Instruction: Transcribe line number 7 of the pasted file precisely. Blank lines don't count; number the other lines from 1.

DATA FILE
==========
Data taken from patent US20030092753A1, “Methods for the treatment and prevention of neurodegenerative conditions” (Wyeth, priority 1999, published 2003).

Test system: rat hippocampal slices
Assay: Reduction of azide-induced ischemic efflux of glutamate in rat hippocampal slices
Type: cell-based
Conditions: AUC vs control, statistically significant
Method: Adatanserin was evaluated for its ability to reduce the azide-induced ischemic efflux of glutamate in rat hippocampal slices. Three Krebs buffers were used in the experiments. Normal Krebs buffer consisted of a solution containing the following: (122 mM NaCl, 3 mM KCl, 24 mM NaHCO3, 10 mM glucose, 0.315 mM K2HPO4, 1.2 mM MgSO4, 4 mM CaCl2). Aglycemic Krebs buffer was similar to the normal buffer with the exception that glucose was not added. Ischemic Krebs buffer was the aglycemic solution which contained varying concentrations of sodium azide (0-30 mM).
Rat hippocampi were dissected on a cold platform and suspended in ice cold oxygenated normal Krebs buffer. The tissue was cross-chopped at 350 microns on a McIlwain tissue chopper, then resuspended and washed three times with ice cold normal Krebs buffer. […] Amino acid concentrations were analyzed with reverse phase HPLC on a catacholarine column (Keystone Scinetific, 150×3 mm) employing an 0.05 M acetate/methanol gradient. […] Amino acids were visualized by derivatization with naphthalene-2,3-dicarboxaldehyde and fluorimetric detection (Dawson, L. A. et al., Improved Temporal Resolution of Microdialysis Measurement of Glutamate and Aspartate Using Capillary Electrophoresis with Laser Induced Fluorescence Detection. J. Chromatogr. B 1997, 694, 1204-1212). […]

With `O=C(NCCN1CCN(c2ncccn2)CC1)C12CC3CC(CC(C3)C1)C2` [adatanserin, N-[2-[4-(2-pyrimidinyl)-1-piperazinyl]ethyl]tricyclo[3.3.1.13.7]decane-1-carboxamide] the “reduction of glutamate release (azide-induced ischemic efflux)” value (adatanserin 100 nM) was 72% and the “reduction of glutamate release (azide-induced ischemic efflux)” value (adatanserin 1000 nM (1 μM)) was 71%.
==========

Rat hippocampi were dissected on a cold platform and suspended in ice cold oxygenated normal Krebs buffer. The tissue was cross-chopped at 350 microns on a McIlwain tissue chopper, then resuspended and washed three times with ice cold normal Krebs buffer. […] Amino acid concentrations were analyzed with reverse phase HPLC on a catacholarine column (Keystone Scinetific, 150×3 mm) employing an 0.05 M acetate/methanol gradient. […] Amino acids were visualized by derivatization with naphthalene-2,3-dicarboxaldehyde and fluorimetric detection (Dawson, L. A. et al., Improved Temporal Resolution of Microdialysis Measurement of Glutamate and Aspartate Using Capillary Electrophoresis with Laser Induced Fluorescence Detection. J. Chromatogr. B 1997, 694, 1204-1212). […]